I always welcome the NHL All-Star break. It gives me a chance catch my breath. To pause and reflect on the first part of the season and to look ahead for things to come.
Last year at this time the Penguins were only beginning to coalesce. Carl Hagelin had just arrived. The kids, too. Justin Schultz was soon to follow. The HBK Line was still an improbable figment of coach Mike Sullivan’s fertile hockey mind.
Yet there was an indefinable something in the air. A hint of promise, soon to be fulfilled.
Wish I felt the same now.
Since a scintillating 4-3 overtime win over Boston on December 14—marking the one-year anniversary of Sullivan’s Steel City coaching debut—the Pens are a pedestrian 9-6-2.
In the New Year? Four and five. They’ve lost two in a row. Five of their last eight.
We’ve had our moments, for sure. Like an immaculate 4-1 road victory at Montreal on January 18. And an equally rousing 7-1 rout of Carolina two nights later. But mostly it’s been a mixture of highs and lows. Skewed to the low side.
No team is invincible. And no team—no matter how powerful or accomplished—cruises through an 82-game schedule without a downturn or two. Heck, the Pens’ 1991 and 1992 Cup champions flirted with the .500 mark before catching fire.
Still, the Pens’ recent struggles are worrisome.
In many ways, last season was a perfect storm. The team flew under the radar, gradually gathering momentum like a nascent gale as the pieces slowly fell into place. Entering March, we still struggled to beat Metro Division heavyweights like the Capitals and Rangers.
Foes tried to keep pace, to no avail. The Penguins were too fast. Too good.
Opponents aren’t chasing any more. Especially heavier teams, St. Louis the most recent example. They’re relying on sound positional hockey while playing to their comparative strengths.
It’s working. The new tactics are preventing the Pens from getting to their lethal speed game. They’ve been forced to play a more grinding style. Although not for a lack of collective grit, one they’re ill-suited to play.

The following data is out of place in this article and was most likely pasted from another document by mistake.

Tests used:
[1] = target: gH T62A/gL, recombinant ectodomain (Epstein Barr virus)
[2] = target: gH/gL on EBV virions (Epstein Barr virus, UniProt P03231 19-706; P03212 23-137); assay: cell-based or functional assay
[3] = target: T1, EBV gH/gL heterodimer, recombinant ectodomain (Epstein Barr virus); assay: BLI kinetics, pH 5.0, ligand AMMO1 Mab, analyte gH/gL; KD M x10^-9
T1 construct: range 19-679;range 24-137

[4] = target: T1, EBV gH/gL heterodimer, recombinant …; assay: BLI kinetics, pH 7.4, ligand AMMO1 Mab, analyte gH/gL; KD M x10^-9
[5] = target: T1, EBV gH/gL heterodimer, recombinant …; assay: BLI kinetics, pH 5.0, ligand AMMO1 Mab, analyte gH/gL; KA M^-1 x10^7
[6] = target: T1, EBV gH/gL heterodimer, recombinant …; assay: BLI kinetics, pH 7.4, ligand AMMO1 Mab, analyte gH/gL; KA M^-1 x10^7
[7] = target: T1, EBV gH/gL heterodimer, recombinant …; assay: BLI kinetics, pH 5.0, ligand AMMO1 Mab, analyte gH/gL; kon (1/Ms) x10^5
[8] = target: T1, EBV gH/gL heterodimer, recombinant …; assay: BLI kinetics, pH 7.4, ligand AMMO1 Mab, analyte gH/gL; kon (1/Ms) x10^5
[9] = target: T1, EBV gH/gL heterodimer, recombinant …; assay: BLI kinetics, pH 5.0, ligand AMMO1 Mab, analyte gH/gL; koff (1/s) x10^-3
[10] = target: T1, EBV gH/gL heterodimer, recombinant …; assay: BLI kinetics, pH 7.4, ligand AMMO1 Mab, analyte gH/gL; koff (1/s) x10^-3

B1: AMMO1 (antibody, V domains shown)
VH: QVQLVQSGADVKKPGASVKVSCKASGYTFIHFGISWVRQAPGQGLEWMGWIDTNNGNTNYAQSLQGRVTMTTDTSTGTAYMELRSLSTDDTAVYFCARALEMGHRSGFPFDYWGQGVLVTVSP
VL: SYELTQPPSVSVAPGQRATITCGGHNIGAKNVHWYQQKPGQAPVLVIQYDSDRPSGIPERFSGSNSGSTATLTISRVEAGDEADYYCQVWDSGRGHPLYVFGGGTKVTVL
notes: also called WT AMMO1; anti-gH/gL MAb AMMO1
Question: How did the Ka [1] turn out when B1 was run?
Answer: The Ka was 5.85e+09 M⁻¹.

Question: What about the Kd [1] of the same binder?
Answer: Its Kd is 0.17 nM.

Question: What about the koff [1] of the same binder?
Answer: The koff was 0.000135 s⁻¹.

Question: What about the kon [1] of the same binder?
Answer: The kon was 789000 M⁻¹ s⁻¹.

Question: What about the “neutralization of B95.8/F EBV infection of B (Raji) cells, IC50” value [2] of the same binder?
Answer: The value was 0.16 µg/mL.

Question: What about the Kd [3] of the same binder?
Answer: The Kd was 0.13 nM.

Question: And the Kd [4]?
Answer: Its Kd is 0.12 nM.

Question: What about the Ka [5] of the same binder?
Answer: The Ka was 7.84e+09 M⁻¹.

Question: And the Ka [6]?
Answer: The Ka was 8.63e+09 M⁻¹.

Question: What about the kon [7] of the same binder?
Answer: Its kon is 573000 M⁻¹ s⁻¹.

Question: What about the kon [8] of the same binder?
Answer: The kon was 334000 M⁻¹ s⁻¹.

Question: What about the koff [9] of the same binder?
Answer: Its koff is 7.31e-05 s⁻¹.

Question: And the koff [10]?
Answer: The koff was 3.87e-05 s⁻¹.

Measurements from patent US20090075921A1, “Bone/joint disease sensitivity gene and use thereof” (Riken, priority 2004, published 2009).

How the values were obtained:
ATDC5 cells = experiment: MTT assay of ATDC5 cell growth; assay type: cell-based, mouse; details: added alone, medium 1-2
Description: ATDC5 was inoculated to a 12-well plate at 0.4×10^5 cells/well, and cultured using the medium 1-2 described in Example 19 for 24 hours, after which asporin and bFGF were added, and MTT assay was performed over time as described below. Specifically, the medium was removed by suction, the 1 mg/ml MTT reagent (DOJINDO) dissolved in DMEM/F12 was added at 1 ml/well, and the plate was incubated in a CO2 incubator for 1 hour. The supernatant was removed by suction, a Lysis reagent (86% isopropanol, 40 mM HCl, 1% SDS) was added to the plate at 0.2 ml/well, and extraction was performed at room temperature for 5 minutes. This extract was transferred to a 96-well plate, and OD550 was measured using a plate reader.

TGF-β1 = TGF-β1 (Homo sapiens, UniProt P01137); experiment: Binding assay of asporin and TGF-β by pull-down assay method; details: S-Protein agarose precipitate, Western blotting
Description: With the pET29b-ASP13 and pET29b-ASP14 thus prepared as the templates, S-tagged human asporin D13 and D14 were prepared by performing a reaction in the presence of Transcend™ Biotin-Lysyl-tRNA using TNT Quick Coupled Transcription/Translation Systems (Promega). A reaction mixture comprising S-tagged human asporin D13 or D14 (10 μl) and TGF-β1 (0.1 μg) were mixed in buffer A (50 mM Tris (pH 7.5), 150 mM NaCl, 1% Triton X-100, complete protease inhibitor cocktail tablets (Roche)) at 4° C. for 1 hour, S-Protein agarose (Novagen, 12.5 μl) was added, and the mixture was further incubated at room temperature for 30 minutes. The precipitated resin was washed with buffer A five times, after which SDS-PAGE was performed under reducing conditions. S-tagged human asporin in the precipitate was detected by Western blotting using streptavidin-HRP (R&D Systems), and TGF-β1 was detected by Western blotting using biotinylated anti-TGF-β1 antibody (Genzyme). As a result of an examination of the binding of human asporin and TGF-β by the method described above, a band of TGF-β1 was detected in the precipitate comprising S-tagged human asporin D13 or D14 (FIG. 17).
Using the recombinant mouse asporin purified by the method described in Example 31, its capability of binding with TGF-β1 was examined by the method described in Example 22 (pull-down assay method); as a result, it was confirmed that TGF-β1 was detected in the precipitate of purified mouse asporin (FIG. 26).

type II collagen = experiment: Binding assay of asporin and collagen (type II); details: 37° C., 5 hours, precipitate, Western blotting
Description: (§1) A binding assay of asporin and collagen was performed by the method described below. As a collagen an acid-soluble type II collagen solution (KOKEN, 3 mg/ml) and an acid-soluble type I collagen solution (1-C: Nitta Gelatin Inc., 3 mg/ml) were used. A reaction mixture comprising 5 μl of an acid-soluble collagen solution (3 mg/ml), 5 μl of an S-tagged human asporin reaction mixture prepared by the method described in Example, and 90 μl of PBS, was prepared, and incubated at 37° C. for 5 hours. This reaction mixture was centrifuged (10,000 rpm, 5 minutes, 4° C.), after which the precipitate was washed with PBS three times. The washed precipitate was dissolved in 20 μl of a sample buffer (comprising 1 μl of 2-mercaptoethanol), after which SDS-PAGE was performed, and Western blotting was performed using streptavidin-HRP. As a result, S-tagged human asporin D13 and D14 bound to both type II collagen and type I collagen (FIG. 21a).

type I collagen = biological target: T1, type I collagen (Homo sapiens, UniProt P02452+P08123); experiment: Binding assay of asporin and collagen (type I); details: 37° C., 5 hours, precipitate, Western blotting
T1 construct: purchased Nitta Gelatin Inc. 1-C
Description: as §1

Thursday night’s come-from-in-front loss to Boston was a prime example. The Bruins knocked us around and disrupted our increasingly delicate mojo.
“It was a physical game,” Sullivan told Jonathan Bombulie of the Pittsburgh Tribune-Review. “That’s the style they play. We skate. We’ve got to be ready to play in those types of games, and we have.”
Strong words from a passionate and committed coach.
Once again, I find myself lamenting our lack of size. Especially after watching Boston’s 221-pound strongman, David Backes, steamroller about half a dozen Penguins—Patric Hornqvist and Phil Kessel the most prominent.
Nor was it a comfort to watch Sidney Crosby spar with Zdeno Chara in a clash of captains. While I applaud Sid for his bravery, I winced when he absorbed numerous whacks and a crosscheck to the noggin from a certifiable monster.
Sure wish we had some guys who could handle the rough stuff without being thrown off their game. Which we, most decidedly, were.
At the risk of repeating myself for the hundredth time, I envy Columbus. Forwards Josh Anderson, Brandon Dubinsky, Nick Foligno, Scott Hartnell and Boone Jenner all tip the scales at 200 pounds or better. As do defensemen Jack Johnson, Seth Jones, David Savard and Dalton Prout.
Wide-body guys who can play.
By contrast, our bangers—Hornqvist, Chris Kunitz and Scott Wilson—are middleweights at best. Long on heart and guts. Woefully short on brawn.
I know we’ll never be the Blue Jackets. Not so long as Jim Rutherford is GM. JR’s followed a different blueprint. One that produced a Stanley Cup.
Without some alterations, a repeat won’t be so easy.